Home Canning Made Easy: 3 Canning Myths You Need to Forget


Now that so many people have local, seasonal food on the brain, the next logical step is canning. But even though our tastebuds are in tune with the seasons and we’re on a first-name basis with our local farmers, there’s still a fear that surrounds canning, perceived as difficult and even dangerous if you don’t know which steps to follow. Like in all cooking, it’s important to can correctly to keep yourself and your family safe from food-borne illness, but canning doesn’t have to be the marathon event that some people fear!

Sarah Page, Culinary Marketing Manager at Jarden Home Brands, was kind enough to sit down with Organic Authority and give us some answers to all of our burning questions — and debunk some canning myths as well. If you have a question or concern about home canning, look no further!

Myth: You Need Lots of Equipment for Home Canning

Processors, tongs, funnels, racks, lifters… if you read an online canning guide, it can seem like an enormous investment. But you don’t need to go out and spend tons of money on new canning equipment! Pioneer canners didn’t buy a whole lot of specialized equipment, and neither should you.

Sarah recommends that first-time canners purchase Jarden’s Home Canning Discovery Kit. “It costs about $10 and has everything you need to start canning including three Ball Pint Jars, a recipe guide and an integrated canning rack and jar lifter. All you need is a stockpot!”

Myth: Sterilization is the Key to Success

Many folks tend to believe that home canning involves endless steps. Sarah says it isn’t so! “There is no need to sterilize your jars, lids or bands,” she says. “Sterilization happens during the water bath canning process. Simply wash in warm, soapy water and keep your jars warm until ready for preserving.”

That’s good news, because losing the sterilization step means that many canning recipes can be ready in under an hour — including processing time!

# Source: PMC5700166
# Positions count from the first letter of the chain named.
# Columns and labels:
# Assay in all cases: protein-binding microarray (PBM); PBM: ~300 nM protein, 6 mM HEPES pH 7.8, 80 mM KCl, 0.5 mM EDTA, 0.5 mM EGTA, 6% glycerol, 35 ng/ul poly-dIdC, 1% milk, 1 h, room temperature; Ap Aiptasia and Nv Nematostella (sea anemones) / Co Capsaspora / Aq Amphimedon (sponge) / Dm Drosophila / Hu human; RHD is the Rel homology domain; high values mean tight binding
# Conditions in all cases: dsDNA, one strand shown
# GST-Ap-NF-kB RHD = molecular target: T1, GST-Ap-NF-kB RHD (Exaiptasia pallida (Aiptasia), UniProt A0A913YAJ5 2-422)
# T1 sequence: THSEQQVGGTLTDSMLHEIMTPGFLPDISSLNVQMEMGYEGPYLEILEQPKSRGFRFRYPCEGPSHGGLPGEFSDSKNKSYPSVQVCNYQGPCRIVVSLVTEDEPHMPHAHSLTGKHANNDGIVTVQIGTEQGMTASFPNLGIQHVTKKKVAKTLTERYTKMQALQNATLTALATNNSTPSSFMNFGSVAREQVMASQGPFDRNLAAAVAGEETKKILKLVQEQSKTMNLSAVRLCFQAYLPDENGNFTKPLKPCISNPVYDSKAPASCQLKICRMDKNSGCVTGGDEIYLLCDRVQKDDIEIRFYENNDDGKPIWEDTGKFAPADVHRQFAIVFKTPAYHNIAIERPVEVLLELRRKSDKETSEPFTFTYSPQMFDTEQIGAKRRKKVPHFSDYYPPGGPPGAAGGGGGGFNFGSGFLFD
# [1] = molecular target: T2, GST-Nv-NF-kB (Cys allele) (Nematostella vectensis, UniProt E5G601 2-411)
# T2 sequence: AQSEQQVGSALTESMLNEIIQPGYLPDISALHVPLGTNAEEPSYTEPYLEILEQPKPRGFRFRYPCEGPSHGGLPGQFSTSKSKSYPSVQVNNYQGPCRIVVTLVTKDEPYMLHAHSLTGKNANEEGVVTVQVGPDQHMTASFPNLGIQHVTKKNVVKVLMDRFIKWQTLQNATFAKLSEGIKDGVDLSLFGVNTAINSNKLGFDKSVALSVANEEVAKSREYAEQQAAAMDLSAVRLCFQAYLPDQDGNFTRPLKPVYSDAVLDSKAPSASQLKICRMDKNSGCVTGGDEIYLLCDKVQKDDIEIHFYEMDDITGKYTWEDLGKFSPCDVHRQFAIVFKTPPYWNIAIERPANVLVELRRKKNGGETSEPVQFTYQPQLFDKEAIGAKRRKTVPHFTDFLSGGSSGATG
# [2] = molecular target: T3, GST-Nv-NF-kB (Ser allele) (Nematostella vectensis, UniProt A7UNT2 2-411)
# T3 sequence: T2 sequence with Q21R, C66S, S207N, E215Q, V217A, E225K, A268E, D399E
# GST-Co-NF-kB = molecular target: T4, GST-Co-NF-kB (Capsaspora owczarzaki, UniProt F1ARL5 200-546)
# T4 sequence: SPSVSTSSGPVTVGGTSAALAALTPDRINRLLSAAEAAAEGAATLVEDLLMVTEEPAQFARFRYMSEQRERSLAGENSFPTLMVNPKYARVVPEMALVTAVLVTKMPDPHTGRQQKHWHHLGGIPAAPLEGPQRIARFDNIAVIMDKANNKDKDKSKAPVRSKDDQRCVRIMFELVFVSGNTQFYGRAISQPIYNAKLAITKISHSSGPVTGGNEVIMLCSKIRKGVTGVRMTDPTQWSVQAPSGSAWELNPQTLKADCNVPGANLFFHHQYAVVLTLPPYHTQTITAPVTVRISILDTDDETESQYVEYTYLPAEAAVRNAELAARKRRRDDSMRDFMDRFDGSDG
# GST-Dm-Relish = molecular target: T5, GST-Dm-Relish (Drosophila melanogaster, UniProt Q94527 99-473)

Of course, there are other things to bear in mind when it comes to home canning safety with regards to the possible presence of bacteria, including acidity, altitude and more. While you can do without sterilizing, be sure to follow indications according to your geography, and above all, ensure that your recipe is appropriate for safe canning… which brings us to our third myth.

Myth: You Can Can Any Recipe with the Same Technique

Once you’ve learned the basics, it can be tempting to extend them to all foods.

Resist the temptation.

That isn’t to say it isn’t simple to can any food you like. But just as you wouldn’t braise a filet mignon or try to serve a pan-fried oxtail. By the same token, high-acid and low-acid foods require different techniques in canning.

“The processes for preserving high-acid and low-acid foods are actually quite different,” Sarah says. “High-acid foods include fruits, fruit juices, jams, jellies and other fruit spreads, salsas, tomatoes with added acid, pickles, relishes, chutneys, sauces, vinegars and condiments. These recipes can preserved using the water bath canning method which involves preparing your approved recipe, ladling the hot food into warm jars, and processing in a boiling water bath for a set amount of time.

“Low-acid foods include vegetables, soups, stews, stocks, meats, poultry and seafood. These foods must be preserved using a pressure canner, along with a tested preserving recipe. The pressure is required to bring water to a higher temperature, which is needed for successfully processing foods with low acid levels.”

While both methods are easy, try the high-acid method first, which is quite a bit simpler and has fewer risks.

And when in doubt about anything at all, from your grandma’s favorite canning recipe to a question about one of Jarden’s tips, the USDA approved canning methods are always an excellent resource as you begin your foray into the world of home canning.

Related on Organic Authority

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7 Home Canning Tips for Beginners

Yes, We Can! 9 Ideas and A How-To for Canning Your Favorite Foods

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Emily Monaco is a food and culture writer based in Paris. Her work has been featured in the Wall... More about Emily Monaco